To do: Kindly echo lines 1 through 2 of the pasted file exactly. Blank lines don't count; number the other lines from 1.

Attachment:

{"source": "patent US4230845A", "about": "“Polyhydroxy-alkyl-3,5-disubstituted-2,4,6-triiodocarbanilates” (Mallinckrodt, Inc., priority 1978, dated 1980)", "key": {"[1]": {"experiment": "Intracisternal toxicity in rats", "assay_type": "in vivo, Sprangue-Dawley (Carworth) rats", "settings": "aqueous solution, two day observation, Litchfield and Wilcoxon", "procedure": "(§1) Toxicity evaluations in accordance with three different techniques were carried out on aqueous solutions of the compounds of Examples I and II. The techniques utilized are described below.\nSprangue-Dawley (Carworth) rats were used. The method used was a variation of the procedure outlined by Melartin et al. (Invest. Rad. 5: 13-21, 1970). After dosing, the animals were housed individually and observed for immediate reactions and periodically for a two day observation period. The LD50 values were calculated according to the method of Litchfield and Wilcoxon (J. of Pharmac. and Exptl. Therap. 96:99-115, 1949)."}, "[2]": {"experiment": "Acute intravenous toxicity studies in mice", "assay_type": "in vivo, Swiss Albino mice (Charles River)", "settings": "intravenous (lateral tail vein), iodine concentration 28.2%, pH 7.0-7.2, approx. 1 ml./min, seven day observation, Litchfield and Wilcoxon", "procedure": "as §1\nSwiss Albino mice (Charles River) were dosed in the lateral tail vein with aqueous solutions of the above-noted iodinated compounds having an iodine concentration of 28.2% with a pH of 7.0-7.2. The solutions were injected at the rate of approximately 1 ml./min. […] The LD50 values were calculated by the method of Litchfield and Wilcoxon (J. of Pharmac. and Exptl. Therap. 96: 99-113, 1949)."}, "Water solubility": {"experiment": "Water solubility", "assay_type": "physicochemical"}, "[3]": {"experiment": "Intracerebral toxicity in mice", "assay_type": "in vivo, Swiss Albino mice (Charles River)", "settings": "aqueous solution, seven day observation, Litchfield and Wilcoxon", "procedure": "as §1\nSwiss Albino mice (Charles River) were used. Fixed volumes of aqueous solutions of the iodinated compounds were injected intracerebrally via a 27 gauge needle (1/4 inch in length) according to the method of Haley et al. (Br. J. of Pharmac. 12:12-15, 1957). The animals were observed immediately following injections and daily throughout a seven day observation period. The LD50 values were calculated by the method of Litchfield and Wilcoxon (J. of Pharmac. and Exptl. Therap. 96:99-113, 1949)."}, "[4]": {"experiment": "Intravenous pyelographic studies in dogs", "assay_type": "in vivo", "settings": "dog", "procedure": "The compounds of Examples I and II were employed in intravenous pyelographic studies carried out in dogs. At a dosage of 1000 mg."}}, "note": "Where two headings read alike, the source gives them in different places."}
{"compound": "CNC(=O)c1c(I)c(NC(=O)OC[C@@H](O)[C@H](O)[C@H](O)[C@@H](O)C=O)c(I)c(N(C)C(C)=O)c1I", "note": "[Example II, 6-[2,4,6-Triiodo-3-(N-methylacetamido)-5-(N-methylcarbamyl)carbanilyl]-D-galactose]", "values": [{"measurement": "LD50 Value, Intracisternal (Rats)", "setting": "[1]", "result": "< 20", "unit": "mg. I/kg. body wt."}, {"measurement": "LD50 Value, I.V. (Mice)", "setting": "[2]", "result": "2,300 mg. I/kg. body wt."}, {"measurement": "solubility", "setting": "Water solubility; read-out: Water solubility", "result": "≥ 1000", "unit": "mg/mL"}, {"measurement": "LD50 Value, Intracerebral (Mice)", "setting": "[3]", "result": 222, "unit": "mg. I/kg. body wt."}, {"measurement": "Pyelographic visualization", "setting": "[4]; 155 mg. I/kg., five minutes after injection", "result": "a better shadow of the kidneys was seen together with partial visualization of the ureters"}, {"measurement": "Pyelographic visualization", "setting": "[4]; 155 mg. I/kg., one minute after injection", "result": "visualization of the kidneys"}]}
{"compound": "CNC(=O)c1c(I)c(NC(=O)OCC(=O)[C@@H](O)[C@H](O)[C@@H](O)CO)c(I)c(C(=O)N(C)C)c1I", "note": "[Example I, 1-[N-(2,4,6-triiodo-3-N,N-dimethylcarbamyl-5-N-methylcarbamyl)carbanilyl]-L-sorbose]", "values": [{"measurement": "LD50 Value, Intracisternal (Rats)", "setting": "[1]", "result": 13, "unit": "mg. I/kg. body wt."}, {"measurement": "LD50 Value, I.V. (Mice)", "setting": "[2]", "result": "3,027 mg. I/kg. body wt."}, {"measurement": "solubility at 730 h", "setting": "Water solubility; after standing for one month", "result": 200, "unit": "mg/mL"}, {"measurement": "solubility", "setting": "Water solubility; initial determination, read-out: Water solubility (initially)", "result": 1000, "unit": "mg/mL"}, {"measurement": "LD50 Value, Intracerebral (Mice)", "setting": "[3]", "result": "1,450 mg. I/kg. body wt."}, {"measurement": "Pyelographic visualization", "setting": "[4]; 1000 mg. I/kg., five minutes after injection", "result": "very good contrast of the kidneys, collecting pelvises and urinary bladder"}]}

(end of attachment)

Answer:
{"source": "patent US4230845A", "about": "“Polyhydroxy-alkyl-3,5-disubstituted-2,4,6-triiodocarbanilates” (Mallinckrodt, Inc., priority 1978, dated 1980)", "key": {"[1]": {"experiment": "Intracisternal toxicity in rats", "assay_type": "in vivo, Sprangue-Dawley (Carworth) rats", "settings": "aqueous solution, two day observation, Litchfield and Wilcoxon", "procedure": "(§1) Toxicity evaluations in accordance with three different techniques were carried out on aqueous solutions of the compounds of Examples I and II. The techniques utilized are described below.\nSprangue-Dawley (Carworth) rats were used. The method used was a variation of the procedure outlined by Melartin et al. (Invest. Rad. 5: 13-21, 1970). After dosing, the animals were housed individually and observed for immediate reactions and periodically for a two day observation period. The LD50 values were calculated according to the method of Litchfield and Wilcoxon (J. of Pharmac. and Exptl. Therap. 96:99-115, 1949)."}, "[2]": {"experiment": "Acute intravenous toxicity studies in mice", "assay_type": "in vivo, Swiss Albino mice (Charles River)", "settings": "intravenous (lateral tail vein), iodine concentration 28.2%, pH 7.0-7.2, approx. 1 ml./min, seven day observation, Litchfield and Wilcoxon", "procedure": "as §1\nSwiss Albino mice (Charles River) were dosed in the lateral tail vein with aqueous solutions of the above-noted iodinated compounds having an iodine concentration of 28.2% with a pH of 7.0-7.2. The solutions were injected at the rate of approximately 1 ml./min. […] The LD50 values were calculated by the method of Litchfield and Wilcoxon (J. of Pharmac. and Exptl. Therap. 96: 99-113, 1949)."}, "Water solubility": {"experiment": "Water solubility", "assay_type": "physicochemical"}, "[3]": {"experiment": "Intracerebral toxicity in mice", "assay_type": "in vivo, Swiss Albino mice (Charles River)", "settings": "aqueous solution, seven day observation, Litchfield and Wilcoxon", "procedure": "as §1\nSwiss Albino mice (Charles River) were used. Fixed volumes of aqueous solutions of the iodinated compounds were injected intracerebrally via a 27 gauge needle (1/4 inch in length) according to the method of Haley et al. (Br. J. of Pharmac. 12:12-15, 1957). The animals were observed immediately following injections and daily throughout a seven day observation period. The LD50 values were calculated by the method of Litchfield and Wilcoxon (J. of Pharmac. and Exptl. Therap. 96:99-113, 1949)."}, "[4]": {"experiment": "Intravenous pyelographic studies in dogs", "assay_type": "in vivo", "settings": "dog", "procedure": "The compounds of Examples I and II were employed in intravenous pyelographic studies carried out in dogs. At a dosage of 1000 mg."}}, "note": "Where two headings read alike, the source gives them in different places."}
{"compound": "CNC(=O)c1c(I)c(NC(=O)OC[C@@H](O)[C@H](O)[C@H](O)[C@@H](O)C=O)c(I)c(N(C)C(C)=O)c1I", "note": "[Example II, 6-[2,4,6-Triiodo-3-(N-methylacetamido)-5-(N-methylcarbamyl)carbanilyl]-D-galactose]", "values": [{"measurement": "LD50 Value, Intracisternal (Rats)", "setting": "[1]", "result": "< 20", "unit": "mg. I/kg. body wt."}, {"measurement": "LD50 Value, I.V. (Mice)", "setting": "[2]", "result": "2,300 mg. I/kg. body wt."}, {"measurement": "solubility", "setting": "Water solubility; read-out: Water solubility", "result": "≥ 1000", "unit": "mg/mL"}, {"measurement": "LD50 Value, Intracerebral (Mice)", "setting": "[3]", "result": 222, "unit": "mg. I/kg. body wt."}, {"measurement": "Pyelographic visualization", "setting": "[4]; 155 mg. I/kg., five minutes after injection", "result": "a better shadow of the kidneys was seen together with partial visualization of the ureters"}, {"measurement": "Pyelographic visualization", "setting": "[4]; 155 mg. I/kg., one minute after injection", "result": "visualization of the kidneys"}]}